[iDC] Vision

saul ostrow sostrow at gate.cia.edu
Tue Jan 24 14:00:09 EST 2006

my apologies in advance if this feels like a hammer

Circumscribed by the discourses of post-structuralist thought, those 
who identified themselves with post-Modernism’s cultural reformation 
seem to be intent on discarding the historical narratives and 
methodologies that  identify and inform the goals of cultural 
liberation and self determination. The effect of this is not only 
undermines our the ability to analyze,  evaluate and act, but also 
curtails our ability  to self-reflexively address what underlies our 
assumption that this dismantling of the "subject" at this time is 
something  desirable.  The result of the residual effect of modernist 
romanticism that has been left in tact forms the basis for the popular 
conception that liberation can be achieved via a self affirming 
subjectivism, meant to  create within itself an individual sense of 
authority and power to define all things accordingly -- in other words 
we come to know our limitations.

The post-modern individual, therefore seeks self affirmation in the 
good life, that is the pursuit of individual ends as such culture 
becomes the means for means to discover their own distinctive 
personality and give self-expression to it.  Yet, this conception of 
self is vulnerable to a mass media model,ing which turns the collective 
experience of the alienated self into a series of mixed messages and 
perceptions that represents all difference as merely relative. As such 
the  self is  made susceptible to the permutations and changes in 
fashion that order both the forms and contents of a cultural 
marketplace fashion, style and novelty have become the symbolic value 
substituted for the standards, criteria and values once promoted as the 
substantiative content of both common and critical culture. Culture, 
given the economic needs of the culture industry, is not capable of 
generating deep structural changes, for by its very nature it is only 
suited to circulate a dizzying array of competing images, visions and 
messages as to what form our desires may take.  As such, the contested 
territory of competing political solutions gives way to culturally 
defined niche markets pandering to a subjectivity that is 
narcissistically concerned with its own development in the name of 
self- fulfillment and the common good.

Today with our sense of isolation and alienation within both the 
private and public spheres, the promise of cultural redemption seeks 
its realization in the consumption of the goods offered up by a 
commercially constructed mass culture rather than some hard won sense 
of self-improvement.  Access to mass culture via ever expanding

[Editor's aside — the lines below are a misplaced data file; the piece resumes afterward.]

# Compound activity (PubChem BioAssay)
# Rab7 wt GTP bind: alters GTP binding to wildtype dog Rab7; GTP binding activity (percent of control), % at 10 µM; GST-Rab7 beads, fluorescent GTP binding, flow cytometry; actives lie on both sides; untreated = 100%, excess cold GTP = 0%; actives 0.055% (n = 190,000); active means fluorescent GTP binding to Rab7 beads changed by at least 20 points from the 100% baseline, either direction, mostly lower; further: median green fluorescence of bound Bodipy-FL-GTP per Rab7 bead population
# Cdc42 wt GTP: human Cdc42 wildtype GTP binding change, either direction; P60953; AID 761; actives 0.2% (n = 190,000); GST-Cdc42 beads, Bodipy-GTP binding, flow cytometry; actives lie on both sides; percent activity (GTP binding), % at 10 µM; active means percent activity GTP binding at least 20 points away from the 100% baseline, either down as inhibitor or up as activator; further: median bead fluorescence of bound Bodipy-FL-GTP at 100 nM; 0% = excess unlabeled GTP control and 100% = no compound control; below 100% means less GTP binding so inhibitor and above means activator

networks of distribution that makes its messages omnipresent creating 
the illusion that education and self-reflexivity are no longer 
necessary – and just might be the cause of our present unhappiness.  
This is of course in counter distinction to the traditional promise of 
cultural self-improvement offered up by high culture which is far more 
demanding for it requires work and self – reflection. Though rewards of 
this endeavor are promised to be greater, the symbolic value of mass 
culture’s are more like those of religion in that they are open and 
available to all.  What makes this new secular faith even more 
appealing is that one need not wait for their reward, it can be found 
in the market place of commodified goods and ideas. Culture’s symbolic 
value as a regulator of social change has displaced the political as 
the means of ordering the social sphere. This has qualitatively altered 
political as well as cultural life globally.

On Dec 10, 2005, at 1:18 PM, Trebor Scholz wrote:

> There can't be a uniform answer to the question of what to resist. 
> There are
> many sites of resistance and we need to look hard to not cancel them 
> out. If
> we are too confident about our vision it may be harder to see that of 
> the
> other (and to relate to it). Personally, I locate hope in extreme 
> sharing
> networks, in discursive gatherings such as this one, in art production 
> and
> distribution, in direct human encounters with others, in the 
> production of
> texts ...  This is where I see my commitment right now. Resistance I 
> define
> for myself in defining a vision. I agree that work needs to be 
> meaningful
> and useful to others. It's hard to figure in advance what will be 
> useful or
> consequential though.
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